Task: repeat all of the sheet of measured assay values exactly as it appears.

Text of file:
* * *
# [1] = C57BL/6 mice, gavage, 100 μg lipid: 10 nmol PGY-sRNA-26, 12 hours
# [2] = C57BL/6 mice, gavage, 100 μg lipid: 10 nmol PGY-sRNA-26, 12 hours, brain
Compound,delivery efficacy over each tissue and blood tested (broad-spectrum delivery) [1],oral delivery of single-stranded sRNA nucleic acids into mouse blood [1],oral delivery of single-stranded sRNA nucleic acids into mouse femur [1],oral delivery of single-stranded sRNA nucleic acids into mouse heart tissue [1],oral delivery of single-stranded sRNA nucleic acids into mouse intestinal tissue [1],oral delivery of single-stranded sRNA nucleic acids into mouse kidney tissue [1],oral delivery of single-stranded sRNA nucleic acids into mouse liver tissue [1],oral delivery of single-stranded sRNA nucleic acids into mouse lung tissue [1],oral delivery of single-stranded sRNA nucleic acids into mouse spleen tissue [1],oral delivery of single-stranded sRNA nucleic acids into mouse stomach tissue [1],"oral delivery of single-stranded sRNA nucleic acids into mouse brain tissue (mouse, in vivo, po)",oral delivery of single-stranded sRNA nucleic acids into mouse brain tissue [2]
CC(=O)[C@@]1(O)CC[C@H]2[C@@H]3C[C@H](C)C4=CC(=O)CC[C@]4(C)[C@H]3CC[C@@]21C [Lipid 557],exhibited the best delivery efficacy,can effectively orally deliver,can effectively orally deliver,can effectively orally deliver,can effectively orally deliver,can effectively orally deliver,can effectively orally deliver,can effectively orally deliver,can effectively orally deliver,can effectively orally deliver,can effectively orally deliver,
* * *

# [1] = C57BL/6 mice, gavage, 100 μg lipid: 10 nmol PGY-sRNA-26, 12 hours
# [2] = C57BL/6 mice, gavage, 100 μg lipid: 10 nmol PGY-sRNA-26, 12 hours, brain
Compound,delivery efficacy over each tissue and blood tested (broad-spectrum delivery) [1],oral delivery of single-stranded sRNA nucleic acids into mouse blood [1],oral delivery of single-stranded sRNA nucleic acids into mouse femur [1],oral delivery of single-stranded sRNA nucleic acids into mouse heart tissue [1],oral delivery of single-stranded sRNA nucleic acids into mouse intestinal tissue [1],oral delivery of single-stranded sRNA nucleic acids into mouse kidney tissue [1],oral delivery of single-stranded sRNA nucleic acids into mouse liver tissue [1],oral delivery of single-stranded sRNA nucleic acids into mouse lung tissue [1],oral delivery of single-stranded sRNA nucleic acids into mouse spleen tissue [1],oral delivery of single-stranded sRNA nucleic acids into mouse stomach tissue [1],"oral delivery of single-stranded sRNA nucleic acids into mouse brain tissue (mouse, in vivo, po)",oral delivery of single-stranded sRNA nucleic acids into mouse brain tissue [2]
CC(=O)[C@@]1(O)CC[C@H]2[C@@H]3C[C@H](C)C4=CC(=O)CC[C@]4(C)[C@H]3CC[C@@]21C [Lipid 557],exhibited the best delivery efficacy,can effectively orally deliver,can effectively orally deliver,can effectively orally deliver,can effectively orally deliver,can effectively orally deliver,can effectively orally deliver,can effectively orally deliver,can effectively orally deliver,can effectively orally deliver,can effectively orally deliver,